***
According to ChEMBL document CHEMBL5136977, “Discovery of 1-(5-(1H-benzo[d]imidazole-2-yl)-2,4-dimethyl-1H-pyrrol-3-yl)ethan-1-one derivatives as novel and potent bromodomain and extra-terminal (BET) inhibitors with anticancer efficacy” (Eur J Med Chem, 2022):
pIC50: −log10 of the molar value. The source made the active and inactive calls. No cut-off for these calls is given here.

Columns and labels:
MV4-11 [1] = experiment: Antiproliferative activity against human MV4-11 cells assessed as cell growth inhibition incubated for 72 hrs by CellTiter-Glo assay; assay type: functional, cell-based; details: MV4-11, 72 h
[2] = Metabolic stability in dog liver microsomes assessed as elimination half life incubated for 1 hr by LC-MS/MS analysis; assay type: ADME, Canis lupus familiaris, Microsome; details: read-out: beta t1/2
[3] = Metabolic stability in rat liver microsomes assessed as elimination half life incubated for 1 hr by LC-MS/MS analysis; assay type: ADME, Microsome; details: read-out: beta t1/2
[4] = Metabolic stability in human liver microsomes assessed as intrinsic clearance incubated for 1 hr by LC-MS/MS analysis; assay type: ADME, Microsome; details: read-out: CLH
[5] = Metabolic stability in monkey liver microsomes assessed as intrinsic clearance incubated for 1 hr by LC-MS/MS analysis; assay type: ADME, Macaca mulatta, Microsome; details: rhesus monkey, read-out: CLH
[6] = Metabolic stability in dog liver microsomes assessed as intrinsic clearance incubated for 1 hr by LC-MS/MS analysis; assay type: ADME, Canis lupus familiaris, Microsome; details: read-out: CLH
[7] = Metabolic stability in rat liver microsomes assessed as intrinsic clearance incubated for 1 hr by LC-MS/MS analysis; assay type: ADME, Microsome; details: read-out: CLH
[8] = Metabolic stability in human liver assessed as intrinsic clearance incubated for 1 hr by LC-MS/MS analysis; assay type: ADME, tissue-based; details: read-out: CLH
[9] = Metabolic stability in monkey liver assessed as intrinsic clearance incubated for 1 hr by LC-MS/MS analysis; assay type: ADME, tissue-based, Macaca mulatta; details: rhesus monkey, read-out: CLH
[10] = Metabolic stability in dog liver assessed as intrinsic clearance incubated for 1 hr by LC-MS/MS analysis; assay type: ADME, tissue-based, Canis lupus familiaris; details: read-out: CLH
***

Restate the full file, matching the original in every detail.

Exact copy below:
According to ChEMBL document CHEMBL5136977, “Discovery of 1-(5-(1H-benzo[d]imidazole-2-yl)-2,4-dimethyl-1H-pyrrol-3-yl)ethan-1-one derivatives as novel and potent bromodomain and extra-terminal (BET) inhibitors with anticancer efficacy” (Eur J Med Chem, 2022):
pIC50: −log10 of the molar value. The source made the active and inactive calls. No cut-off for these calls is given here.

Columns and labels:
MV4-11 [1] = experiment: Antiproliferative activity against human MV4-11 cells assessed as cell growth inhibition incubated for 72 hrs by CellTiter-Glo assay; assay type: functional, cell-based; details: MV4-11, 72 h
[2] = Metabolic stability in dog liver microsomes assessed as elimination half life incubated for 1 hr by LC-MS/MS analysis; assay type: ADME, Canis lupus familiaris, Microsome; details: read-out: beta t1/2
[3] = Metabolic stability in rat liver microsomes assessed as elimination half life incubated for 1 hr by LC-MS/MS analysis; assay type: ADME, Microsome; details: read-out: beta t1/2
[4] = Metabolic stability in human liver microsomes assessed as intrinsic clearance incubated for 1 hr by LC-MS/MS analysis; assay type: ADME, Microsome; details: read-out: CLH
[5] = Metabolic stability in monkey liver microsomes assessed as intrinsic clearance incubated for 1 hr by LC-MS/MS analysis; assay type: ADME, Macaca mulatta, Microsome; details: rhesus monkey, read-out: CLH
[6] = Metabolic stability in dog liver microsomes assessed as intrinsic clearance incubated for 1 hr by LC-MS/MS analysis; assay type: ADME, Canis lupus familiaris, Microsome; details: read-out: CLH
[7] = Metabolic stability in rat liver microsomes assessed as intrinsic clearance incubated for 1 hr by LC-MS/MS analysis; assay type: ADME, Microsome; details: read-out: CLH
[8] = Metabolic stability in human liver assessed as intrinsic clearance incubated for 1 hr by LC-MS/MS analysis; assay type: ADME, tissue-based; details: read-out: CLH
[9] = Metabolic stability in monkey liver assessed as intrinsic clearance incubated for 1 hr by LC-MS/MS analysis; assay type: ADME, tissue-based, Macaca mulatta; details: rhesus monkey, read-out: CLH
[10] = Metabolic stability in dog liver assessed as intrinsic clearance incubated for 1 hr by LC-MS/MS analysis; assay type: ADME, tissue-based, Canis lupus familiaris; details: read-out: CLH